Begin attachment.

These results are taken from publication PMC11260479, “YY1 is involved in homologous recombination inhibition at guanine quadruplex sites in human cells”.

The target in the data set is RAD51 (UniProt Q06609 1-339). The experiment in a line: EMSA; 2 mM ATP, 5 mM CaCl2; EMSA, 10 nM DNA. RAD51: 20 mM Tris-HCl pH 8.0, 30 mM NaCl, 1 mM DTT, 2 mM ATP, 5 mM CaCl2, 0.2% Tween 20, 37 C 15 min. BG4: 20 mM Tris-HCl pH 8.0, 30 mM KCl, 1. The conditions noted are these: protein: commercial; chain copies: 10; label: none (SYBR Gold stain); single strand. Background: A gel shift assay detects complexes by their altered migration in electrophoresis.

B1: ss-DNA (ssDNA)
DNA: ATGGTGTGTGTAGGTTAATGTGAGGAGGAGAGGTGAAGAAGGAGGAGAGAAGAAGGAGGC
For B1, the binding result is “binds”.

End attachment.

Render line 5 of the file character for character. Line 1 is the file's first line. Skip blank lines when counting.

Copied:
For B1, the binding result is “binds”.